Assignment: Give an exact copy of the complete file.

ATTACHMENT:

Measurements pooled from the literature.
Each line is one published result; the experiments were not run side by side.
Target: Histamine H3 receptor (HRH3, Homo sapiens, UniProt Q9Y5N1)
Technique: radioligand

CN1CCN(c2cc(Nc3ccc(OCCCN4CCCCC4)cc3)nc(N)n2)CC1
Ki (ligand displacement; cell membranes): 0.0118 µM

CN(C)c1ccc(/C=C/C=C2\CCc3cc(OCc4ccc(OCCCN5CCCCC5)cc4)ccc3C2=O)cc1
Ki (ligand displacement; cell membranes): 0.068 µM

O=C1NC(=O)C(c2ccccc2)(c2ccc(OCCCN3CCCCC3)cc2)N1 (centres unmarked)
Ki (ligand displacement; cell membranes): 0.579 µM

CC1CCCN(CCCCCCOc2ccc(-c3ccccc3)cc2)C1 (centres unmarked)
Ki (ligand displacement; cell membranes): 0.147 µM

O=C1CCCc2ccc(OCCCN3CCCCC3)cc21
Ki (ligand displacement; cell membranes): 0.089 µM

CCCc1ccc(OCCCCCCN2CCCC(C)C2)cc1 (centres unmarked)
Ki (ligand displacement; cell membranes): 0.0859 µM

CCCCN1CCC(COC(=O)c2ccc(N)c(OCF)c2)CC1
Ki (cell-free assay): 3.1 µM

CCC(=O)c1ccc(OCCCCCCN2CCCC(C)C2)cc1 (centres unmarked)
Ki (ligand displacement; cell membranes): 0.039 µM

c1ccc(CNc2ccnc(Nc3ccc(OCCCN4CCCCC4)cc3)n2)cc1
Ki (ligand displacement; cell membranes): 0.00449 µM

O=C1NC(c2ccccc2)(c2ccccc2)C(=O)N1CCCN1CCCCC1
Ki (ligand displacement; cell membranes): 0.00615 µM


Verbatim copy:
Measurements pooled from the literature.
Each line is one published result; the experiments were not run side by side.
Target: Histamine H3 receptor (HRH3, Homo sapiens, UniProt Q9Y5N1)
Technique: radioligand

CN1CCN(c2cc(Nc3ccc(OCCCN4CCCCC4)cc3)nc(N)n2)CC1
Ki (ligand displacement; cell membranes): 0.0118 µM

CN(C)c1ccc(/C=C/C=C2\CCc3cc(OCc4ccc(OCCCN5CCCCC5)cc4)ccc3C2=O)cc1
Ki (ligand displacement; cell membranes): 0.068 µM

O=C1NC(=O)C(c2ccccc2)(c2ccc(OCCCN3CCCCC3)cc2)N1 (centres unmarked)
Ki (ligand displacement; cell membranes): 0.579 µM

CC1CCCN(CCCCCCOc2ccc(-c3ccccc3)cc2)C1 (centres unmarked)
Ki (ligand displacement; cell membranes): 0.147 µM

O=C1CCCc2ccc(OCCCN3CCCCC3)cc21
Ki (ligand displacement; cell membranes): 0.089 µM

CCCc1ccc(OCCCCCCN2CCCC(C)C2)cc1 (centres unmarked)
Ki (ligand displacement; cell membranes): 0.0859 µM

CCCCN1CCC(COC(=O)c2ccc(N)c(OCF)c2)CC1
Ki (cell-free assay): 3.1 µM

CCC(=O)c1ccc(OCCCCCCN2CCCC(C)C2)cc1 (centres unmarked)
Ki (ligand displacement; cell membranes): 0.039 µM

c1ccc(CNc2ccnc(Nc3ccc(OCCCN4CCCCC4)cc3)n2)cc1
Ki (ligand displacement; cell membranes): 0.00449 µM

O=C1NC(c2ccccc2)(c2ccccc2)C(=O)N1CCCN1CCCCC1
Ki (ligand displacement; cell membranes): 0.00615 µM